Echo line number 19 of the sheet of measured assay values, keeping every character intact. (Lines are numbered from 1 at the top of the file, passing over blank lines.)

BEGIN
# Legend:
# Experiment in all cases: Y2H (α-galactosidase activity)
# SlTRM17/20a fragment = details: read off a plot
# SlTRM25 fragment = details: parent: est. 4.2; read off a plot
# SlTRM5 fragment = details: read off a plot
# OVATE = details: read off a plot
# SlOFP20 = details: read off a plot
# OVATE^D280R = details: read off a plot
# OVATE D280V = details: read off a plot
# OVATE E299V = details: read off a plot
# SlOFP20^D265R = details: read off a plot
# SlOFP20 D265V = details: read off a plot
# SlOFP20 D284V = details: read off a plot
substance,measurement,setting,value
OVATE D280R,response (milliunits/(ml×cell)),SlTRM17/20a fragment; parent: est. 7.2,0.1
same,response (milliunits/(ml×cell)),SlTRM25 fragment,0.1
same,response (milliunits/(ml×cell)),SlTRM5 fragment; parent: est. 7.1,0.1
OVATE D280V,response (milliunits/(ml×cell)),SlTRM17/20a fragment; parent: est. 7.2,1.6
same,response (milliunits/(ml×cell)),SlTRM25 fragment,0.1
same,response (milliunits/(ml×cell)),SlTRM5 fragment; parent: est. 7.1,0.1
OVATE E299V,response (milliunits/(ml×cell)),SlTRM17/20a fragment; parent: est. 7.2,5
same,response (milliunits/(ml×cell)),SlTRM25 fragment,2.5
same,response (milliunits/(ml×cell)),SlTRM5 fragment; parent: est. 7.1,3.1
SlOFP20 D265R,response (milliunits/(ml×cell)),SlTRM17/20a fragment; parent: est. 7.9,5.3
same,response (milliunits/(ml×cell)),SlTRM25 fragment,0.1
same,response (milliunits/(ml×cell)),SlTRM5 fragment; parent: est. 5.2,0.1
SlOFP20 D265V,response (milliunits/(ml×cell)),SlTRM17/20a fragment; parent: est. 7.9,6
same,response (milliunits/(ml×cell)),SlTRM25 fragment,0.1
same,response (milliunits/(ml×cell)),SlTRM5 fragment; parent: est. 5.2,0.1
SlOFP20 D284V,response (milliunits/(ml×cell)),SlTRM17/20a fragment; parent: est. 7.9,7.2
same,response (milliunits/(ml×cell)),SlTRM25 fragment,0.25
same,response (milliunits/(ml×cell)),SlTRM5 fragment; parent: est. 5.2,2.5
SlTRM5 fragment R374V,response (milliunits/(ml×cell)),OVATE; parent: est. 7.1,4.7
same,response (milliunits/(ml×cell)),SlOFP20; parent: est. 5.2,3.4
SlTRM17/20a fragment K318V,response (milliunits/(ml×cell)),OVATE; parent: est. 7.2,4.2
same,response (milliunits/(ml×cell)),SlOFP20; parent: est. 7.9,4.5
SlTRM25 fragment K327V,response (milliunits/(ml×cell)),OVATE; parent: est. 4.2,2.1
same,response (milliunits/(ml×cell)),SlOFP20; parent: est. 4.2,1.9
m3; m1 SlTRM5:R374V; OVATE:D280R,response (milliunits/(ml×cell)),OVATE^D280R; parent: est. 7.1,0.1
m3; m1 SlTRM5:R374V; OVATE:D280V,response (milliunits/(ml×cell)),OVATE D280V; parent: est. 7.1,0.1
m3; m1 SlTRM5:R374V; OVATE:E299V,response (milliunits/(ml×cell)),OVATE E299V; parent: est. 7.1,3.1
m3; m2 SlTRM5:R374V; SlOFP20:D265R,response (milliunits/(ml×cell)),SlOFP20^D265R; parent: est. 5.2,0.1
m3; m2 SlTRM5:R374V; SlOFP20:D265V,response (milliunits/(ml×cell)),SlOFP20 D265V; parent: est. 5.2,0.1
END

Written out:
same,response (milliunits/(ml×cell)),SlTRM25 fragment,0.1